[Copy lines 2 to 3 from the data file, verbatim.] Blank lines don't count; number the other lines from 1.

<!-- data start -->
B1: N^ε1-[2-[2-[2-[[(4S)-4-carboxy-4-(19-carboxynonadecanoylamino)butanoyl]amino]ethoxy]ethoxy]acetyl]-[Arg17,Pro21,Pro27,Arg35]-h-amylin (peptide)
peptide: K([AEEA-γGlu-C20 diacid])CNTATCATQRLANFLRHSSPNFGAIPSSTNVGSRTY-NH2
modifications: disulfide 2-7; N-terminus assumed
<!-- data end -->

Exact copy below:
peptide: K([AEEA-γGlu-C20 diacid])CNTATCATQRLANFLRHSSPNFGAIPSSTNVGSRTY-NH2
modifications: disulfide 2-7; N-terminus assumed